Note: The BUILTIN\Administrators account can be removed from a server only if a login account on the SQL Server is created for the domain user account that the SQL Sever Agent service is running under. The login account should be added to the sysadmin fixed server role. For clustering scenarios, also create a SQL Server login account for the domain user account that the Microsoft Clustering Service is running under. Also add this login account to the sysadmin fixed server role. If Full-Text is enabled, add a login account for the Local System account using sp_grantlogin [NT Authority\System] and ensure that the login account is a member of the sysadmin fixed server role.
To determine the accounts that are members of a Windows group, the DBA can use the extended stored procedure xp_logininfo:
EXEC xp_logininfo 'DOMAIN/WindowsGroupName', 'members'
To determine the accounts that are members of a SQL Server role, the DBA can use Enterprise Manager or sp_helprolemember.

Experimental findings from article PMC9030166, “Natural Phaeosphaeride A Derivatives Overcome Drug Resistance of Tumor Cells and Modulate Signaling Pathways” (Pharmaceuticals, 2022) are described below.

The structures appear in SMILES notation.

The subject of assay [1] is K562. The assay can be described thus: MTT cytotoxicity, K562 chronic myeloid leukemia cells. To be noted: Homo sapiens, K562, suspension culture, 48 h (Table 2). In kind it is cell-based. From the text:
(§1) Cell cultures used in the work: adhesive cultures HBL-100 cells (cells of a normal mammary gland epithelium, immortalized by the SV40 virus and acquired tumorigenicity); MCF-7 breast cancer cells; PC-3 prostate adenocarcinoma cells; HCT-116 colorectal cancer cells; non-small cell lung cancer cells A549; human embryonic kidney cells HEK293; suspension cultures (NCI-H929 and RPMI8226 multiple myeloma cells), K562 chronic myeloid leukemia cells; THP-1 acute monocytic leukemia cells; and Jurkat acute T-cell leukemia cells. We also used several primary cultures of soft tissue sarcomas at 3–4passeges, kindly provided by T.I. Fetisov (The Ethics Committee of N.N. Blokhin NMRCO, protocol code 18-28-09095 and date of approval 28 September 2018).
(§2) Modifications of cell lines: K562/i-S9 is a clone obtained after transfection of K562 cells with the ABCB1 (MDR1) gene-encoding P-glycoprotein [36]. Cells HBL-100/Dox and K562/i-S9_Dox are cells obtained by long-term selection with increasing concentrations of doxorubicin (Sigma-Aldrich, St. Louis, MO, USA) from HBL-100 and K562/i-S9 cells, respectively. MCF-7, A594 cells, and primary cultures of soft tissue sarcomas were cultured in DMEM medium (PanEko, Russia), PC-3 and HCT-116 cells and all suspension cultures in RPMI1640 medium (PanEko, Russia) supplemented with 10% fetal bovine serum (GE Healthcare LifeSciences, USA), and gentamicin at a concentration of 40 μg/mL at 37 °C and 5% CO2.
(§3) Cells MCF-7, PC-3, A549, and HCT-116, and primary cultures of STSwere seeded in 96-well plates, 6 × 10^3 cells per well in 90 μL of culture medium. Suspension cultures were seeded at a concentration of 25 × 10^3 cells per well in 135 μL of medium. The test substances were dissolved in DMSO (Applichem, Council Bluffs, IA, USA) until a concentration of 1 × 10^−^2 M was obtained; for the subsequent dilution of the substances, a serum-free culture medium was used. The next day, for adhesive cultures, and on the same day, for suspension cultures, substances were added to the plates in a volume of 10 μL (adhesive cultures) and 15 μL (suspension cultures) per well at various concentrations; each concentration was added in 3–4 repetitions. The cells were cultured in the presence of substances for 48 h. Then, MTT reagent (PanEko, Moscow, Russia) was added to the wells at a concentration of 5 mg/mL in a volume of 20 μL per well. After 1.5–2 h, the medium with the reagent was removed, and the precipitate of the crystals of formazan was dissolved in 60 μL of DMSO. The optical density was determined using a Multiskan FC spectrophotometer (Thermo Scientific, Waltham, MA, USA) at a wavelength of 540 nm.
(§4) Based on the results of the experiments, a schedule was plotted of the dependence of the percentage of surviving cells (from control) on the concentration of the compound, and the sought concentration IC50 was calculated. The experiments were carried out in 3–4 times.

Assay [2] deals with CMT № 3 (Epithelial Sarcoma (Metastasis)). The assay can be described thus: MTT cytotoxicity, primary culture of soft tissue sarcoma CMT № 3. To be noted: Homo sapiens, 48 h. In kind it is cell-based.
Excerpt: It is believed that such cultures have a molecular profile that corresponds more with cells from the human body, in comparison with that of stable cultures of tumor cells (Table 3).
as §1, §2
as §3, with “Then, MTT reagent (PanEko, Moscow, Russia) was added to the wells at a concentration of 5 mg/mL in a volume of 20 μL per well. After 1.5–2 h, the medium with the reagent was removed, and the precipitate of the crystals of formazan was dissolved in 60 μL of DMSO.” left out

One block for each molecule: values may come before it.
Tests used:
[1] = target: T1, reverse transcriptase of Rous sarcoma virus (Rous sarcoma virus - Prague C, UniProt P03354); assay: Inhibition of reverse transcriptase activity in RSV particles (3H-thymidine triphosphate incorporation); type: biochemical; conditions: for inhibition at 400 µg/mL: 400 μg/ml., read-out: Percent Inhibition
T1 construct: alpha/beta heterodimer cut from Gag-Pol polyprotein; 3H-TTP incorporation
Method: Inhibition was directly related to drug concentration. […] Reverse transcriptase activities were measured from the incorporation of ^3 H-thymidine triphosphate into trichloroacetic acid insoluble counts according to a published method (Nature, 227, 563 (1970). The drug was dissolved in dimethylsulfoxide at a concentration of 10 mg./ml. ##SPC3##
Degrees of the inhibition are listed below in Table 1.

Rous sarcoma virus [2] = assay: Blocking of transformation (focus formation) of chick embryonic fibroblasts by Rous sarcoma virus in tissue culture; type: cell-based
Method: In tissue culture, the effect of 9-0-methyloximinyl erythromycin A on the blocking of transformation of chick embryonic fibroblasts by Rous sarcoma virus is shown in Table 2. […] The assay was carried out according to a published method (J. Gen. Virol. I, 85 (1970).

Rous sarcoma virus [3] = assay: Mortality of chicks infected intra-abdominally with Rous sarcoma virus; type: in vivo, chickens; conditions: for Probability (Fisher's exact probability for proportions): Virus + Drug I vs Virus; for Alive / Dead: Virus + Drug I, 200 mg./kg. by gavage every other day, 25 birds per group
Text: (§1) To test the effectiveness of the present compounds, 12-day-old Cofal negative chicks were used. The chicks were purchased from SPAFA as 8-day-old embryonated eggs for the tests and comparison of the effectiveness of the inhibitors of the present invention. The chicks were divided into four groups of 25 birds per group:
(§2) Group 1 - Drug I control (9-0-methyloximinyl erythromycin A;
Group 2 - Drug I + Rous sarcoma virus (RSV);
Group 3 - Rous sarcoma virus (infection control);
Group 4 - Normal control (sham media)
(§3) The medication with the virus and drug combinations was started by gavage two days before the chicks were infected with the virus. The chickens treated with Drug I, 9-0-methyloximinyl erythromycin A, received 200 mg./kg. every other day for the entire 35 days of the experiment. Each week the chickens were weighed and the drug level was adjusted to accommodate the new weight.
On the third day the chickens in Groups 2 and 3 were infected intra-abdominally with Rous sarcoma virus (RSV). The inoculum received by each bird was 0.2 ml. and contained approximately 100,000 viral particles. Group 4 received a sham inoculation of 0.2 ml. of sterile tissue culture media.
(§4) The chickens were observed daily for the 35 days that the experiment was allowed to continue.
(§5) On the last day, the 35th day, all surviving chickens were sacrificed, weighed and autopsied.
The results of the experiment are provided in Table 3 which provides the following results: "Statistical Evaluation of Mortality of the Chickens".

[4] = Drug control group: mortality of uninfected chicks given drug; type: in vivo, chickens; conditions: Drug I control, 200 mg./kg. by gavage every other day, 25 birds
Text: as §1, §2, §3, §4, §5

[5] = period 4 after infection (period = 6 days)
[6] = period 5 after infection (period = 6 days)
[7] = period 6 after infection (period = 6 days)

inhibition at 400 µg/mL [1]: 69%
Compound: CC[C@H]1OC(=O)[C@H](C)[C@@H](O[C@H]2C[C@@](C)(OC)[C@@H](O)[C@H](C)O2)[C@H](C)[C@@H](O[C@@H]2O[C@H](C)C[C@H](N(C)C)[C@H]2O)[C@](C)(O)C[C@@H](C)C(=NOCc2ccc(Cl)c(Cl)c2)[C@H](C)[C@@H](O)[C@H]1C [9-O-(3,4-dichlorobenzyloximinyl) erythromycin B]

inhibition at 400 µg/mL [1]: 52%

EXEC sp_helprolemember 'DatabaseRole'
The following login account and permission structure follows recommendations from Microsoft for creating groups and assigning permissions (see Figure 3.2). The recommendation is to:
Add Windows 2000 network users to Windows 2000 groups.
Create a single SQL Server 2000 login account for the Windows 2000 group.
Create a user account in the database for the SQL Server 2000 login account.
Add the user account to a user-defined database role.
Grant permissions on views and stored procedures to the role.
Figure 3.2: Creating Groups and Assigning Permissions